Despite general optimism and relatively high trust in the Air Force, a strong majority of both patients and HCPs were ambivalent or negative toward making GS mandatory in the USAF, and toward the use of genetic information for job-specific decisions including deployment and duty assignments. This is particularly interesting since most (n = 75) of the pre-enrollment survey participants went on to enroll in the GS portion of the study within the context of the USAF health-care system, in which GS results were entered into the patients’ medical records. The reason for the seeming disconnect may be that very few patients actually thought that their results would influence their career or expressed any concern about that, possibly related to the fact that they rated themselves as generally healthy. USAF policy prohibits any action based on a genetic variant if there is no accompanying phenotype.6 The potential for GS information to harm service members’ careers has been highlighted in the literature as one of the major unique issues associated with integration of GS into military settings,6,9,10,27 but our patient participants were largely unconcerned about this. Similarly, only one-third of HCPs in this study thought their patients’ careers could be impacted by GS. These findings contradict those from a survey of genetics providers who care for active duty military personnel, where 71% of providers were more concerned about the genetic privacy of their active duty patients than their civilian patients and reported that they had had patients who were concerned about how genetic testing could impact their careers.28 It is worth noting that nearly all the providers surveyed in that study were civilians and the majority had not received any training in military health care, while the HCPs in our study were all active duty military personnel practicing within the USAF health-care system. It is possible that those providers’ lack of knowledge and familiarity with military health care drove their concern. Other research, however, has found that experience with and knowledge of military rules related to genetics varies widely by specialty even among HCPs working within a military health-care facility.27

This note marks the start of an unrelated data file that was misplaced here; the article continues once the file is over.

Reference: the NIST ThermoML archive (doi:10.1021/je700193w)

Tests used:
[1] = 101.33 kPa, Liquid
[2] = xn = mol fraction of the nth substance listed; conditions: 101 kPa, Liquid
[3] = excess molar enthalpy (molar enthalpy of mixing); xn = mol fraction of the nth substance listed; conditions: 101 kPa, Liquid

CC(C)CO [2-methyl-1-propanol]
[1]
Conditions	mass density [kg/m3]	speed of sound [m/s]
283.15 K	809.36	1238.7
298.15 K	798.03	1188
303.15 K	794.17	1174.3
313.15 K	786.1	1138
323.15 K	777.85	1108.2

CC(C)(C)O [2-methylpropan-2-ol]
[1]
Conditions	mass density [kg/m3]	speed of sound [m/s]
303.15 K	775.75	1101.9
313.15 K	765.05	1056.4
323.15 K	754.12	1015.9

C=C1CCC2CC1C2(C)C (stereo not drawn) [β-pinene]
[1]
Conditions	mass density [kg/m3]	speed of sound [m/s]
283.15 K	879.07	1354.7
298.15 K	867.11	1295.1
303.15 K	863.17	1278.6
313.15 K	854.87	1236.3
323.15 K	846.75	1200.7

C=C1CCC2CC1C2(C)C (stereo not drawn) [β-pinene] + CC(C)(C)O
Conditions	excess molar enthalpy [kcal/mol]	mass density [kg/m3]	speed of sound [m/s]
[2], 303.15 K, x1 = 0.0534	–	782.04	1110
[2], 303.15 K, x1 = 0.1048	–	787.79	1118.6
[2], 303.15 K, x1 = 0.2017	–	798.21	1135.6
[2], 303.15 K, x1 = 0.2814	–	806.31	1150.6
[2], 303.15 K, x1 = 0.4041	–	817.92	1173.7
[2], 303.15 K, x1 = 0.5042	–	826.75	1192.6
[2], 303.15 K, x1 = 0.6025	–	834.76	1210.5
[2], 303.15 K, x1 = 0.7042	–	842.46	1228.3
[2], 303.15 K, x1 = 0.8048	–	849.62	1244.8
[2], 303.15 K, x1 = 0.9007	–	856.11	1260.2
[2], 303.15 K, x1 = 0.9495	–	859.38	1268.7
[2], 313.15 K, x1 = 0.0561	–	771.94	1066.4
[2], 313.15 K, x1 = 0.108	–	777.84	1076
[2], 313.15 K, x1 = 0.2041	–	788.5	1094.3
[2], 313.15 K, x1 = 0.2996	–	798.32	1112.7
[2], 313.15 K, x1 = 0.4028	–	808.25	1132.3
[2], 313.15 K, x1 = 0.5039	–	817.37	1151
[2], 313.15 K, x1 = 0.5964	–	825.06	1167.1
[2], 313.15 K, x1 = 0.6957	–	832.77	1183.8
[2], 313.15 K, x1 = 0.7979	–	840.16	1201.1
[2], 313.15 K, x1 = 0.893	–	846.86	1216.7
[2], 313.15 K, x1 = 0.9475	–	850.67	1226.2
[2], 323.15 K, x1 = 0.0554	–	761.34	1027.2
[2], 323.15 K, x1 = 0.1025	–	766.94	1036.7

Additionally, despite their hesitancy toward the use of genetic information for duty-specific purposes, patients were largely supportive of the USAF testing for nondisease traits that could impact their duty performance and, consequently, their careers. HCPs were less supportive than patients, but a majority still supported testing for most of the tolerance for extreme conditions traits. In 2010, a group of scientific advisors to the military encouraged the use of genomic technologies to identify individuals with propensity for traits that would be of particular interest to the military, either for performance or cost saving purposes.7 Others have argued that genetic testing for traits associated with military-relevant abilities could exacerbate existing disparities.36 Though the genetic bases for many of the traits we asked about have not been definitively identified, recent research has made progress on some of them, making the potential to screen for such genotypes increasingly possible. Though patients were hypothetically supportive of such testing, their reluctance overall to use genetic information for duty-specific purposes points to unease or uncertainty regarding how this information could be used. It is unclear what uses patients had in mind when responding to the trait testing questions, if not for use in duty-specific decisions. Patients may have underestimated the likelihood that genetic propensity for traits would be used for such purposes if the USAF tested for them. Future research that further explores this tension should be used to inform any trait-screening program.